To volunteer in Princeton, Calais or Harrington, visit and complete the Healthy Acadia volunteer form. Healthy Acadia can be reached by phone at 255-3741.

Gleaning program

Coming into the final weeks of the growing season, Grabrovac is also hard at work on Healthy Acadia’s gleaning program, which harvests food from local farms and delivers it to Downeast food pantries. The program has recently received some good news on that score.

“Healthy Acadia has been fundraising for a harvest truck, and we’ve exceeded our goal,” said Grabrovac. “We’re very excited about having a dedicated vehicle. We estimate that we leave behind 10,000 pounds of food in the field every year because of a lack of transportation, so we’re looking forward to seeing that [harvest] increase.”

The fundraising efforts yielded roughly $30,000 for the truck, which will be used primarily to collect from farms located in Hancock County, as Grabrovac uses her own vehicle here. Fresh food harvested by the gleaning program is delivered to local food pantries.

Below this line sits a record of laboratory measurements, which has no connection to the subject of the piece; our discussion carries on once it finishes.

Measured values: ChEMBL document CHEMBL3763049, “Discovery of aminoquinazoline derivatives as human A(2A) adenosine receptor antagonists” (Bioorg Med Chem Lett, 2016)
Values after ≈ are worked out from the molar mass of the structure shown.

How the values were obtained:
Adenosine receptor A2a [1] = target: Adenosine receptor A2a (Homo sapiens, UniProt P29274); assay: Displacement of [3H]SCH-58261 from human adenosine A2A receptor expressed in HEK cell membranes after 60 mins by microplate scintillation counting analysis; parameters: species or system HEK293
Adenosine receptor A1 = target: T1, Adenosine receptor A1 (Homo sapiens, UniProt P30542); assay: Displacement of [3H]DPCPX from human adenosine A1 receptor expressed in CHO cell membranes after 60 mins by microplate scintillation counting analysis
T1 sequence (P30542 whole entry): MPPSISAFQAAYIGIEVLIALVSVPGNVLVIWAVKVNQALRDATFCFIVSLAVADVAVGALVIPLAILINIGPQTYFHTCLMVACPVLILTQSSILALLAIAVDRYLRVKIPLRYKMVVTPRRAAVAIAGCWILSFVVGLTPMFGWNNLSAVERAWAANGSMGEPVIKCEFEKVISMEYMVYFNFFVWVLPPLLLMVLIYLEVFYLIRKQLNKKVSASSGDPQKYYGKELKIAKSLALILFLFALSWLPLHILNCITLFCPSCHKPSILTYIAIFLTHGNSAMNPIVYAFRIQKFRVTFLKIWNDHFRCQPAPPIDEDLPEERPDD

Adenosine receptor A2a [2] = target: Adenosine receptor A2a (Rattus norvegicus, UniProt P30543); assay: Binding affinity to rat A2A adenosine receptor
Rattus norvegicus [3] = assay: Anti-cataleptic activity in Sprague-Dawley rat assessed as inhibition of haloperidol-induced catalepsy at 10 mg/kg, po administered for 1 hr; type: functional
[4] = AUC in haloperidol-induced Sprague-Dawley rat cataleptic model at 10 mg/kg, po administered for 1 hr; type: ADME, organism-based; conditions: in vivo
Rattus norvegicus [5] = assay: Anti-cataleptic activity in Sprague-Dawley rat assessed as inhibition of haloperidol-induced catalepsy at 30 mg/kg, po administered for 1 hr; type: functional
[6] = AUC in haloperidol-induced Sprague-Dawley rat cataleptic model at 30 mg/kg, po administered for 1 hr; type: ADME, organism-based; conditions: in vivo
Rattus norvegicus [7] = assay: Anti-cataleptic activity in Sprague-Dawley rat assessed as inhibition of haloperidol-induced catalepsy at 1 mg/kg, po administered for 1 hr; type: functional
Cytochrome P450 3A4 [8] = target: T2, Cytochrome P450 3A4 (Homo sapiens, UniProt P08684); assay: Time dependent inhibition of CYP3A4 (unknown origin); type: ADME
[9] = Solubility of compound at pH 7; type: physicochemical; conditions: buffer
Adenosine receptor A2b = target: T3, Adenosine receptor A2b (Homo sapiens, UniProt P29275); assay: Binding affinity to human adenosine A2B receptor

This year the gleaning program is a little less robust. Springtime COVID restrictions limited planting, so the gardens at Washington Academy are roughly half what they normally would be.

“Most of the gleaning is coming from Folklore Farm in Cherryfield right now, and from the Washington Academy garden, which has been co-managed with Majorie Parenteau with the cooperative extension,” said Grabrovac.

Right now they’re harvesting kale and garlic and soon they’ll deliver onions, tomatoes, winter squash, and carrots to local food pantries. “We deliver to Machias, Jonesport, and sometimes Eastport and Lubec. We try to spread it around,” said Grabrovac.


 Volunteer Patty Wallace leads the way, carrying one of the free food boxes distributed in Machias last week. All of the food is grown in Maine, and by the end of the month, volunteers across the county will have hoisted 182,000 pounds of it. Photo by Sarah Craighead Dedmon